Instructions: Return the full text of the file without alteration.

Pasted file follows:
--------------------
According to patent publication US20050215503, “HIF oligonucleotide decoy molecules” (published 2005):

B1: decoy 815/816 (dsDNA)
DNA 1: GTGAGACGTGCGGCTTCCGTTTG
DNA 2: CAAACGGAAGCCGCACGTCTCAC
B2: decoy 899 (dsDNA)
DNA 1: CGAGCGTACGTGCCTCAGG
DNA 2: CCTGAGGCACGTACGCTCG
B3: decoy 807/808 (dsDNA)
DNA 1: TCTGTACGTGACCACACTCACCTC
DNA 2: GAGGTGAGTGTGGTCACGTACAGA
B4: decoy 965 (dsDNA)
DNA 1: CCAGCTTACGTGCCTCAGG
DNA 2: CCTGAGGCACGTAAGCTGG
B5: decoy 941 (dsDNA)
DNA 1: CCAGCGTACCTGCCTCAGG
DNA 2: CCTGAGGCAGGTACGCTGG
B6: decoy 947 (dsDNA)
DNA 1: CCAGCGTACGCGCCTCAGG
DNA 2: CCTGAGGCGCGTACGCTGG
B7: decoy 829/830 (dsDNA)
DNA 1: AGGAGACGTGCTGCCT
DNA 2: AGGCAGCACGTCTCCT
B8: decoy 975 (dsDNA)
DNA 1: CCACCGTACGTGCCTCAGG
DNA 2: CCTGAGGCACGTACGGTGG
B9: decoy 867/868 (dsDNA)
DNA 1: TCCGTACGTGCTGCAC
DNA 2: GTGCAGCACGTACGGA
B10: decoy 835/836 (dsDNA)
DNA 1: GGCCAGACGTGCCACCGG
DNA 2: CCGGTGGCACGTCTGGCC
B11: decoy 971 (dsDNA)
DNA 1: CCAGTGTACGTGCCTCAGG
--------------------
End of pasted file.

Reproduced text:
According to patent publication US20050215503, “HIF oligonucleotide decoy molecules” (published 2005):

B1: decoy 815/816 (dsDNA)
DNA 1: GTGAGACGTGCGGCTTCCGTTTG
DNA 2: CAAACGGAAGCCGCACGTCTCAC
B2: decoy 899 (dsDNA)
DNA 1: CGAGCGTACGTGCCTCAGG
DNA 2: CCTGAGGCACGTACGCTCG
B3: decoy 807/808 (dsDNA)
DNA 1: TCTGTACGTGACCACACTCACCTC
DNA 2: GAGGTGAGTGTGGTCACGTACAGA
B4: decoy 965 (dsDNA)
DNA 1: CCAGCTTACGTGCCTCAGG
DNA 2: CCTGAGGCACGTAAGCTGG
B5: decoy 941 (dsDNA)
DNA 1: CCAGCGTACCTGCCTCAGG
DNA 2: CCTGAGGCAGGTACGCTGG
B6: decoy 947 (dsDNA)
DNA 1: CCAGCGTACGCGCCTCAGG
DNA 2: CCTGAGGCGCGTACGCTGG
B7: decoy 829/830 (dsDNA)
DNA 1: AGGAGACGTGCTGCCT
DNA 2: AGGCAGCACGTCTCCT
B8: decoy 975 (dsDNA)
DNA 1: CCACCGTACGTGCCTCAGG
DNA 2: CCTGAGGCACGTACGGTGG
B9: decoy 867/868 (dsDNA)
DNA 1: TCCGTACGTGCTGCAC
DNA 2: GTGCAGCACGTACGGA
B10: decoy 835/836 (dsDNA)
DNA 1: GGCCAGACGTGCCACCGG
DNA 2: CCGGTGGCACGTCTGGCC
B11: decoy 971 (dsDNA)
DNA 1: CCAGTGTACGTGCCTCAGG